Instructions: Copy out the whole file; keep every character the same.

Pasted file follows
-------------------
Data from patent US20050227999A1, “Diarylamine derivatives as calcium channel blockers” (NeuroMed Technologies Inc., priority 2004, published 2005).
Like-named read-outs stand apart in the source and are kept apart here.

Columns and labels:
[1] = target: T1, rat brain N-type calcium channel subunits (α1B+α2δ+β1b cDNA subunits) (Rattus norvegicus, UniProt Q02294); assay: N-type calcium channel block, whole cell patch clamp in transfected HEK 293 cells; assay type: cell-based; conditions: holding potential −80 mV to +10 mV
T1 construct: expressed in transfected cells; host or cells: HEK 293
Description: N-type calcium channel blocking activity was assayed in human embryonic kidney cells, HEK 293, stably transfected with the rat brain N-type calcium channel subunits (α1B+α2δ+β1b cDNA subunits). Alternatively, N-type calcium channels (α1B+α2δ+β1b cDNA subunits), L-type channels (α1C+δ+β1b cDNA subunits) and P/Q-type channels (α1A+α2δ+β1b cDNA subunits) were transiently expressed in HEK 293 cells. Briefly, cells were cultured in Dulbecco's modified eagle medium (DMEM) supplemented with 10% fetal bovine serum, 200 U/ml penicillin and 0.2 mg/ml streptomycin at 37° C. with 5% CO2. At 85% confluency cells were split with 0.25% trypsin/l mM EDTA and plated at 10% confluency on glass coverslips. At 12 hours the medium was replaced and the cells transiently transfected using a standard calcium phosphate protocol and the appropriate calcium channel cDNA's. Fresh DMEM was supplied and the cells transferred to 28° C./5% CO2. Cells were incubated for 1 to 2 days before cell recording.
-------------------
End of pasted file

Data from patent US20050227999A1, “Diarylamine derivatives as calcium channel blockers” (NeuroMed Technologies Inc., priority 2004, published 2005).
Like-named read-outs stand apart in the source and are kept apart here.

Columns and labels:
[1] = target: T1, rat brain N-type calcium channel subunits (α1B+α2δ+β1b cDNA subunits) (Rattus norvegicus, UniProt Q02294); assay: N-type calcium channel block, whole cell patch clamp in transfected HEK 293 cells; assay type: cell-based; conditions: holding potential −80 mV to +10 mV
T1 construct: expressed in transfected cells; host or cells: HEK 293
Description: N-type calcium channel blocking activity was assayed in human embryonic kidney cells, HEK 293, stably transfected with the rat brain N-type calcium channel subunits (α1B+α2δ+β1b cDNA subunits). Alternatively, N-type calcium channels (α1B+α2δ+β1b cDNA subunits), L-type channels (α1C+δ+β1b cDNA subunits) and P/Q-type channels (α1A+α2δ+β1b cDNA subunits) were transiently expressed in HEK 293 cells. Briefly, cells were cultured in Dulbecco's modified eagle medium (DMEM) supplemented with 10% fetal bovine serum, 200 U/ml penicillin and 0.2 mg/ml streptomycin at 37° C. with 5% CO2. At 85% confluency cells were split with 0.25% trypsin/l mM EDTA and plated at 10% confluency on glass coverslips. At 12 hours the medium was replaced and the cells transiently transfected using a standard calcium phosphate protocol and the appropriate calcium channel cDNA's. Fresh DMEM was supplied and the cells transferred to 28° C./5% CO2. Cells were incubated for 1 to 2 days before cell recording.